There is little doubt about the author's passion for eXtreme project management and for his drive to share information about it with the reader. Sometimes, however, his emphasis interferes with getting the information to the reader smoothly and succinctly. He frequently uses declarative statements with little support—especially early in the book—that force the reader to ask, How can this be? As the book progresses, some of the edge comes off the initial provocative rhetoric with the use of terms like linear lunacy and Newtonian neurosis to attract the reader's attention to the book's concepts. DeCarlo even admits that both traditional and eXtreme project management have a role to play in the project world, just as Newtonian and quantum mechanics both have a role in physics.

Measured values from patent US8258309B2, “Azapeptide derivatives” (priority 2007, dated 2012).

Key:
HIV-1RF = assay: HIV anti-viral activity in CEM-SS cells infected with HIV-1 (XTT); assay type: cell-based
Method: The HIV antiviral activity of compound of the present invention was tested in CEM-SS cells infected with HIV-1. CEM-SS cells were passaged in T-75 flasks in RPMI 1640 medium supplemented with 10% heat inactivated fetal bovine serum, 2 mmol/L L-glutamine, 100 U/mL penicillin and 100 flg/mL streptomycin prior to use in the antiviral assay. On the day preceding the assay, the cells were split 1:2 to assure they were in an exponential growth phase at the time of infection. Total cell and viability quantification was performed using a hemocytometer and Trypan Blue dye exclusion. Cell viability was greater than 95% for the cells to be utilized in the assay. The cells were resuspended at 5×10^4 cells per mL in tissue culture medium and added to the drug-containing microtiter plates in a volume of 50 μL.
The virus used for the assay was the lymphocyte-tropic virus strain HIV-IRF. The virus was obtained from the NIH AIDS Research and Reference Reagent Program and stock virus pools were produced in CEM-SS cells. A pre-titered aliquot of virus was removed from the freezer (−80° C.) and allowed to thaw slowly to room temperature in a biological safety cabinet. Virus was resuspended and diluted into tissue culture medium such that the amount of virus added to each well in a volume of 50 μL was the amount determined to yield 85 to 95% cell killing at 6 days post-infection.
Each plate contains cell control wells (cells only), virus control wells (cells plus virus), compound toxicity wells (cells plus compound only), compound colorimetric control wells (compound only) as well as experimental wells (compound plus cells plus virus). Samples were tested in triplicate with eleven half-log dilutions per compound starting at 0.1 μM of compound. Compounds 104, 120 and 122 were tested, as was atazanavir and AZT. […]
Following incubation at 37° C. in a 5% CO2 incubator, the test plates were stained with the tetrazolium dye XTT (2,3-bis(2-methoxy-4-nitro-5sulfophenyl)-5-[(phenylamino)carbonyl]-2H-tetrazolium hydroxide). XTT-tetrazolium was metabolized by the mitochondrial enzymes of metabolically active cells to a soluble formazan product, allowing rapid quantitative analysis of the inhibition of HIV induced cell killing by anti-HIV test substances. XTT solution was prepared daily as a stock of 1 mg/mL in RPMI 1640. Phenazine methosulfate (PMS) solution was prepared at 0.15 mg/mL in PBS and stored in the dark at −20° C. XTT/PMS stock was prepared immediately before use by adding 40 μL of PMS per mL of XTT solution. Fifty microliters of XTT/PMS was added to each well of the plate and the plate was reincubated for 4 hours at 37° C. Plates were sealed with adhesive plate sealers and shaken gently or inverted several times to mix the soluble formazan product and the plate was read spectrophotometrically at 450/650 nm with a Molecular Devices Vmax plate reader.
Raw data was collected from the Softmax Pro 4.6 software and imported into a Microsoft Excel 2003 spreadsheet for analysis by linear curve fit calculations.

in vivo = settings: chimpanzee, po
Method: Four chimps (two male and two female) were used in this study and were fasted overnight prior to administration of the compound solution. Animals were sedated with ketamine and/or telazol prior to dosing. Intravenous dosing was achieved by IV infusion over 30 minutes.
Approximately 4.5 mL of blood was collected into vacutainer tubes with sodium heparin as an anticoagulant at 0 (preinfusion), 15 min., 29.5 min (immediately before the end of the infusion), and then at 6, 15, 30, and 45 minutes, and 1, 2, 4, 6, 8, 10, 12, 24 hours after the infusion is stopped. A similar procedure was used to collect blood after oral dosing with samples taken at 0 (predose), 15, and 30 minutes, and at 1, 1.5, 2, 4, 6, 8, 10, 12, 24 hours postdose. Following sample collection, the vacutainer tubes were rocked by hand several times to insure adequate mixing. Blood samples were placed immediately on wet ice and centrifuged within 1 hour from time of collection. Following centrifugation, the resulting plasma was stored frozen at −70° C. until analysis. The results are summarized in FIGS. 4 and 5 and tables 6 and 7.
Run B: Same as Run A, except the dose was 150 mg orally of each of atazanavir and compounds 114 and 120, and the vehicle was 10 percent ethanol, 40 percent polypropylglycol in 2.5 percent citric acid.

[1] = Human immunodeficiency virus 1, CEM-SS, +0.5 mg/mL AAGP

The author finally gives away his true purpose for writing the book in the final paragraph: “This book is not really about project management. It is about making a difference in an extreme world. Project management was merely the excuse for writing this book. This has really been about changing the world around you … disguised as a book on eXtreme project management” (p. 459). It could have been done better: including the reader in the subterfuge would have made the book more meaningful and fun. Whether you accept the author's approach or not, those interested in product development and project management can gain from reading this book, even if it is simply to challenge the author's premise.